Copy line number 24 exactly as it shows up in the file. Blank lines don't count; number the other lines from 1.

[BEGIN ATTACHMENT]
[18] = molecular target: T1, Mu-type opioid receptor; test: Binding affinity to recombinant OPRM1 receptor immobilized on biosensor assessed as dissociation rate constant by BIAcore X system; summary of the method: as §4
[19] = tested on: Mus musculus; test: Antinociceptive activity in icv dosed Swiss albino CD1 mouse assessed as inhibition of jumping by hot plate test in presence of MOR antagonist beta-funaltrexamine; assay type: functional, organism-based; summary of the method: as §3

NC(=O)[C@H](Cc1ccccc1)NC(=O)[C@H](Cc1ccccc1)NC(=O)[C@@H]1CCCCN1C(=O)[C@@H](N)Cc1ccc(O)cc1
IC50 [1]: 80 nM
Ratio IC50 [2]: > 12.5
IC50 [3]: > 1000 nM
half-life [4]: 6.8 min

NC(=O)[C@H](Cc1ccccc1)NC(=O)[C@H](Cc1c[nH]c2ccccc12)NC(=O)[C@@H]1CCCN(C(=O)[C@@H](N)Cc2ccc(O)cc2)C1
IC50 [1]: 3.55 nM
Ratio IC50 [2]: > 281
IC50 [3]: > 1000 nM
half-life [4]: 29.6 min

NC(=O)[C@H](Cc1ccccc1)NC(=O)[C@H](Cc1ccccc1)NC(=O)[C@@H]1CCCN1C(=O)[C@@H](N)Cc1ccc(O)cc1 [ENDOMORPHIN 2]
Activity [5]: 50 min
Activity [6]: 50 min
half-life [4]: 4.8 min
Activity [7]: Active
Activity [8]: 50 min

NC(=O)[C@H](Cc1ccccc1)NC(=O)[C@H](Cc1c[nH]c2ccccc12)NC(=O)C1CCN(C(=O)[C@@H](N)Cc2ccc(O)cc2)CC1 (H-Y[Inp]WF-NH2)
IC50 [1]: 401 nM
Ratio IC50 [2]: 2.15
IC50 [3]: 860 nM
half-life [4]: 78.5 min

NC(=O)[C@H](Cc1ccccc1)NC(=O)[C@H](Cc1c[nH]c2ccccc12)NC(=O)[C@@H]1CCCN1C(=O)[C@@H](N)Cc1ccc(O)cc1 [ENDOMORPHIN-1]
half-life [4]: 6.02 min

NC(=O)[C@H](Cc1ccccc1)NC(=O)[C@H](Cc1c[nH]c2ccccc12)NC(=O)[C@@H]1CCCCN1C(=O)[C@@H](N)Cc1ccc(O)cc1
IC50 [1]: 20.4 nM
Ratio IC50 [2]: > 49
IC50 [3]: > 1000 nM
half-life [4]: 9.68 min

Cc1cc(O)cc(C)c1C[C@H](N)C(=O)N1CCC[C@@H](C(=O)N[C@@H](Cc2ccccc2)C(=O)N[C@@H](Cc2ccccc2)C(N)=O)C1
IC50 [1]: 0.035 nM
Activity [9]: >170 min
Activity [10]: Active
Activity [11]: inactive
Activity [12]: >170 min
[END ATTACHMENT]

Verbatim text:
NC(=O)[C@H](Cc1ccccc1)NC(=O)[C@H](Cc1c[nH]c2ccccc12)NC(=O)[C@@H]1CCCN1C(=O)[C@@H](N)Cc1ccc(O)cc1 [ENDOMORPHIN-1]